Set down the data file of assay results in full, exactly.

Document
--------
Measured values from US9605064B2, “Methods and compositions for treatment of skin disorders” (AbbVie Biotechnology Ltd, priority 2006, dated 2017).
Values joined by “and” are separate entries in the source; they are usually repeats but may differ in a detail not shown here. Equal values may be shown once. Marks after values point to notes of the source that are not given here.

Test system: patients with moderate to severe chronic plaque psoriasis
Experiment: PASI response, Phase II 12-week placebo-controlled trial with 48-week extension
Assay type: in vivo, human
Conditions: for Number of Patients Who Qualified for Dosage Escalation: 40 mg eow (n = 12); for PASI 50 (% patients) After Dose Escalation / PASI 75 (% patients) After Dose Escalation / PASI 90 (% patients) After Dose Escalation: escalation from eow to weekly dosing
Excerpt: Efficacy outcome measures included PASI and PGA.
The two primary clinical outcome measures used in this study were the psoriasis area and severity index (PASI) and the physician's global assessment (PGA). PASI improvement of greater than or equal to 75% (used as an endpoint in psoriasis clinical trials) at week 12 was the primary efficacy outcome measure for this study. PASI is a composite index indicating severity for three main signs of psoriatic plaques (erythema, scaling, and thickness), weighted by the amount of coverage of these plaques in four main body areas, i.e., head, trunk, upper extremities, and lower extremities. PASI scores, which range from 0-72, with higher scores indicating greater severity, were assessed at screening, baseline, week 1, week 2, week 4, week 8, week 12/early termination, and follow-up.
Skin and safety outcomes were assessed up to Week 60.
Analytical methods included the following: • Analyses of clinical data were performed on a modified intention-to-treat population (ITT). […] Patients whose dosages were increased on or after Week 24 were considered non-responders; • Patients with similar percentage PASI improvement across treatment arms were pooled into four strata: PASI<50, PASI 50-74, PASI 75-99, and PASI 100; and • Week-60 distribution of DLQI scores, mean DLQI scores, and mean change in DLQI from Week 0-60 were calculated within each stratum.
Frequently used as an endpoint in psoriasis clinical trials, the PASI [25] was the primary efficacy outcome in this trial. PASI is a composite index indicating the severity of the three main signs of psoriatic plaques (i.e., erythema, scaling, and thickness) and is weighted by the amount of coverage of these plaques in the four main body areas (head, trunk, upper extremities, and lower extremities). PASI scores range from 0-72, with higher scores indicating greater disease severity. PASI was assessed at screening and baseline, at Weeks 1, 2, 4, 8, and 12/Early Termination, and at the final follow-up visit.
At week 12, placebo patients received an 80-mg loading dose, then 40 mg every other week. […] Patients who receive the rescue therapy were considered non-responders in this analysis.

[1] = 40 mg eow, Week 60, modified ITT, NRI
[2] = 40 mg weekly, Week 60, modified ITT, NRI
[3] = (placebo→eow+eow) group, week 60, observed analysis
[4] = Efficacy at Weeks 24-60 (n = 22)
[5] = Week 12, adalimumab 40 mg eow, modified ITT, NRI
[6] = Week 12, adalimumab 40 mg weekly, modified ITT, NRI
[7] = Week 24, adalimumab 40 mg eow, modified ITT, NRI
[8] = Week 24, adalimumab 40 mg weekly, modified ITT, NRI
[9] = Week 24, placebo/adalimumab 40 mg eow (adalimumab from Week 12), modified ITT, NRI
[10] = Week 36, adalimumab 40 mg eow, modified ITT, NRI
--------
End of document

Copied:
Measured values from US9605064B2, “Methods and compositions for treatment of skin disorders” (AbbVie Biotechnology Ltd, priority 2006, dated 2017).
Values joined by “and” are separate entries in the source; they are usually repeats but may differ in a detail not shown here. Equal values may be shown once. Marks after values point to notes of the source that are not given here.

Test system: patients with moderate to severe chronic plaque psoriasis
Experiment: PASI response, Phase II 12-week placebo-controlled trial with 48-week extension
Assay type: in vivo, human
Conditions: for Number of Patients Who Qualified for Dosage Escalation: 40 mg eow (n = 12); for PASI 50 (% patients) After Dose Escalation / PASI 75 (% patients) After Dose Escalation / PASI 90 (% patients) After Dose Escalation: escalation from eow to weekly dosing
Excerpt: Efficacy outcome measures included PASI and PGA.
The two primary clinical outcome measures used in this study were the psoriasis area and severity index (PASI) and the physician's global assessment (PGA). PASI improvement of greater than or equal to 75% (used as an endpoint in psoriasis clinical trials) at week 12 was the primary efficacy outcome measure for this study. PASI is a composite index indicating severity for three main signs of psoriatic plaques (erythema, scaling, and thickness), weighted by the amount of coverage of these plaques in four main body areas, i.e., head, trunk, upper extremities, and lower extremities. PASI scores, which range from 0-72, with higher scores indicating greater severity, were assessed at screening, baseline, week 1, week 2, week 4, week 8, week 12/early termination, and follow-up.
Skin and safety outcomes were assessed up to Week 60.
Analytical methods included the following: • Analyses of clinical data were performed on a modified intention-to-treat population (ITT). […] Patients whose dosages were increased on or after Week 24 were considered non-responders; • Patients with similar percentage PASI improvement across treatment arms were pooled into four strata: PASI<50, PASI 50-74, PASI 75-99, and PASI 100; and • Week-60 distribution of DLQI scores, mean DLQI scores, and mean change in DLQI from Week 0-60 were calculated within each stratum.
Frequently used as an endpoint in psoriasis clinical trials, the PASI [25] was the primary efficacy outcome in this trial. PASI is a composite index indicating the severity of the three main signs of psoriatic plaques (i.e., erythema, scaling, and thickness) and is weighted by the amount of coverage of these plaques in the four main body areas (head, trunk, upper extremities, and lower extremities). PASI scores range from 0-72, with higher scores indicating greater disease severity. PASI was assessed at screening and baseline, at Weeks 1, 2, 4, 8, and 12/Early Termination, and at the final follow-up visit.
At week 12, placebo patients received an 80-mg loading dose, then 40 mg every other week. […] Patients who receive the rescue therapy were considered non-responders in this analysis.

[1] = 40 mg eow, Week 60, modified ITT, NRI
[2] = 40 mg weekly, Week 60, modified ITT, NRI
[3] = (placebo→eow+eow) group, week 60, observed analysis
[4] = Efficacy at Weeks 24-60 (n = 22)
[5] = Week 12, adalimumab 40 mg eow, modified ITT, NRI
[6] = Week 12, adalimumab 40 mg weekly, modified ITT, NRI
[7] = Week 24, adalimumab 40 mg eow, modified ITT, NRI
[8] = Week 24, adalimumab 40 mg weekly, modified ITT, NRI
[9] = Week 24, placebo/adalimumab 40 mg eow (adalimumab from Week 12), modified ITT, NRI
[10] = Week 36, adalimumab 40 mg eow, modified ITT, NRI